Movement of contaminants in the unsaturated zone of the subsurface from a low flush on-site sanitation system in Ivory Park, Johannesburg

M.B. van Ryneveld, Andy B. Fourie, I.H. Palmer

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    Abstract

    © 2016, South African Water Research Commission. All rights reserved.This study measured the movement of contaminants in the unsaturated zone of the subsurface from a low-flush on-site sanitation system (also known as an aqua-privy) at three sites in Ivory Park, which at the time that the fieldwork was done was a newly-established informal settlement in Johannesburg. The aim of the study was to provide field data on the movement of contaminants from this sanitation system in a low-income area, in these climatic and subsurface conditions, and to counter a perception that on-site sanitation will inevitably cause pollution. Subsurface conditions consisted nominally of a 1 m thick layer of silty sand with denser gravel at the bottom of it, underlain by a stiff sandy clay (residual granite), with the natural water table more than 15 m below ground surface. In summary, it can be deduced that movement in the unsaturated zone of bacterial indicators, nitrogen and phosphorus from low-flush on-site sanitation systems in low-income areas is very limited, as long as the effluent remains in the subsurface. More specifically, the impact in terms of COD appears to be negligible, with substantial treatment apparently taking place within the soakaway or within the immediate vicinity thereof. With respect to (i) bacteriological indicators, (ii) nitrogen (in the form of ammonium, nitrite and nitrate) and (iii) phosphorus (in the form of Total Phosphorus), using the distilled water washout technique, there is a very rapid drop-off of contamination with distance from the soakaway. At horizontal distances of 3 m from the soakaway, levels of the measured contaminants had dropped to values consistent with the background levels. The results of this study are not confined to this particular sanitation system. By virtue of the higher hydraulic loading, these results provide an upper bound for contaminant movement from dry on-site systems under similar conditions.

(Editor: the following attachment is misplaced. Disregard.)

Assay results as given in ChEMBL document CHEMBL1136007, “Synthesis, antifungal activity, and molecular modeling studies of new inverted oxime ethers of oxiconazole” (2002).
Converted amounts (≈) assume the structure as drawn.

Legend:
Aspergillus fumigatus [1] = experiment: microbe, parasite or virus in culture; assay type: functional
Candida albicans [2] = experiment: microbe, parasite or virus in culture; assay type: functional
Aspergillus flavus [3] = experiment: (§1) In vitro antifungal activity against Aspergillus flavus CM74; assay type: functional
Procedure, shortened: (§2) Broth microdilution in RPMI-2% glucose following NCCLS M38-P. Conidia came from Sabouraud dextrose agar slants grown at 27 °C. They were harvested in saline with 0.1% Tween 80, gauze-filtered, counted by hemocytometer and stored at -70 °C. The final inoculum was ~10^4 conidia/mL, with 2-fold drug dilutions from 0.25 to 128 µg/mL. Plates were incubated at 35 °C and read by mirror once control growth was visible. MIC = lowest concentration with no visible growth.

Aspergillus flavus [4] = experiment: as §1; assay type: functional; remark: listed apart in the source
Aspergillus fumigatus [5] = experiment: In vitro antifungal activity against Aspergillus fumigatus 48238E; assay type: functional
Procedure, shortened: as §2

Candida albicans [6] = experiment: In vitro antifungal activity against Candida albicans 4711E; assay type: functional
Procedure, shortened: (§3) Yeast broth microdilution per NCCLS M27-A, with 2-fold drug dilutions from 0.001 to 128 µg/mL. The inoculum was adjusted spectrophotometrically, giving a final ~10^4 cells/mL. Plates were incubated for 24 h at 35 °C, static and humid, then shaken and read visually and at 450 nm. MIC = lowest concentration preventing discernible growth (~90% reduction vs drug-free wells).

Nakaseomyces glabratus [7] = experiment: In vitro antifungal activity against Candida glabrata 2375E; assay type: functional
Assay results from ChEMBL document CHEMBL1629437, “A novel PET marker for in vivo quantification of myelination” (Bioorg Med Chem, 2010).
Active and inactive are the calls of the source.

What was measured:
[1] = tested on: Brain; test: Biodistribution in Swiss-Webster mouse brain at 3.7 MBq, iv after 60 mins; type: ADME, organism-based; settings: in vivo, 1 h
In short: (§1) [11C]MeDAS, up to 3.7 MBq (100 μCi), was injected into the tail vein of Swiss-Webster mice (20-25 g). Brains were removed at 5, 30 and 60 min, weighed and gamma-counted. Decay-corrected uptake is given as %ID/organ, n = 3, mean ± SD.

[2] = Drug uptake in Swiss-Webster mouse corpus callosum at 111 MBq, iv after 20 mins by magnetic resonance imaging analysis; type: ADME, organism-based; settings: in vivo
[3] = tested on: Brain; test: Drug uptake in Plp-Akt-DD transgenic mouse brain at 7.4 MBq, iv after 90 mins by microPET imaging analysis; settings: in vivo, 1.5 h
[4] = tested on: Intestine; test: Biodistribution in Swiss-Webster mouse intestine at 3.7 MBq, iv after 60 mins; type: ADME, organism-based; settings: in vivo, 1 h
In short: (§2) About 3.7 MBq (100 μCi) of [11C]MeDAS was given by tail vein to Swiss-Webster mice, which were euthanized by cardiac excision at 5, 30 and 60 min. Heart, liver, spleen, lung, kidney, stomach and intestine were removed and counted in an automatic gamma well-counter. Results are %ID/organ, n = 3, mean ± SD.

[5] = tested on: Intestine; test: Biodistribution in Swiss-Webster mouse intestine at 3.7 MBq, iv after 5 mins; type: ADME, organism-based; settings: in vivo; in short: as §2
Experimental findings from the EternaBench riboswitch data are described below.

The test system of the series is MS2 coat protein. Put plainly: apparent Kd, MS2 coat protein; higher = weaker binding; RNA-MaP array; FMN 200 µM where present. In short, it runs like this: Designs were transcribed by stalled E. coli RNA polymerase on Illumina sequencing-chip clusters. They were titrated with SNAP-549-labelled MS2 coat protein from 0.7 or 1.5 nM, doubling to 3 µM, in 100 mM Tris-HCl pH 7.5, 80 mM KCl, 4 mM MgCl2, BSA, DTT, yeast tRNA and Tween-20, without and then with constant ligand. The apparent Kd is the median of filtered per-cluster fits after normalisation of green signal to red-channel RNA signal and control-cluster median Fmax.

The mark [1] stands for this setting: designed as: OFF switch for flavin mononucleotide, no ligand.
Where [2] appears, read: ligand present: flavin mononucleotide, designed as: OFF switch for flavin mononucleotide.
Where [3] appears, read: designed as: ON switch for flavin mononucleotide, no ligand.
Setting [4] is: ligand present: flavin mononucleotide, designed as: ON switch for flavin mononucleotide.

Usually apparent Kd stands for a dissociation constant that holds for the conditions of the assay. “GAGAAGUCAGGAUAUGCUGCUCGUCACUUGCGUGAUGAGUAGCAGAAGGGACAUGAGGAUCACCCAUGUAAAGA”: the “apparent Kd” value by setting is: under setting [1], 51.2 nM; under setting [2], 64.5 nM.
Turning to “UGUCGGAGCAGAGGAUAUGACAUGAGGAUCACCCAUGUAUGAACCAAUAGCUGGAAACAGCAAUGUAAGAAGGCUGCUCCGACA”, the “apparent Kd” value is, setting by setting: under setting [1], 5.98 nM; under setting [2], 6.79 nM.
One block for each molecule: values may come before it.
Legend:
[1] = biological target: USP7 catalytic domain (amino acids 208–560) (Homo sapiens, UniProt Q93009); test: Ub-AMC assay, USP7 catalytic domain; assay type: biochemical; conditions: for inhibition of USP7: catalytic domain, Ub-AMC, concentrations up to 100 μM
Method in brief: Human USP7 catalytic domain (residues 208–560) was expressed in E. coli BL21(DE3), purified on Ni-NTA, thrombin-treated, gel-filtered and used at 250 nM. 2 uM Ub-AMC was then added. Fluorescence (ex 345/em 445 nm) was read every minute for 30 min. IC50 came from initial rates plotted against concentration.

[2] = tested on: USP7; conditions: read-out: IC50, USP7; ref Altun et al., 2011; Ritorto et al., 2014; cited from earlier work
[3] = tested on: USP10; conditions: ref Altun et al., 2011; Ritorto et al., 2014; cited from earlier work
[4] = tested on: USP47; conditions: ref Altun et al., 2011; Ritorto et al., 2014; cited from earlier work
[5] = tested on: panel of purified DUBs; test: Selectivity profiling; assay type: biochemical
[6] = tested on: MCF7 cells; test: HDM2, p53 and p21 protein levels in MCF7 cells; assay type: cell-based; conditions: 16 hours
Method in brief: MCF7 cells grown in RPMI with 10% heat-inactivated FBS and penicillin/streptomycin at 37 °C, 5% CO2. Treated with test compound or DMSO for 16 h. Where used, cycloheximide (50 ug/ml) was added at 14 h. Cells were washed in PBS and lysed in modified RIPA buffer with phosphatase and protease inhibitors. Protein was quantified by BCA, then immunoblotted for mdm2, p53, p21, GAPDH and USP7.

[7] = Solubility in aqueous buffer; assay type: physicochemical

Original languageEnglish
    Pages (from-to)505-515
    Number of pages11
    JournalWater SA
    Volume42
    Issue number4
    DOIs
    Publication statusPublished - 2016

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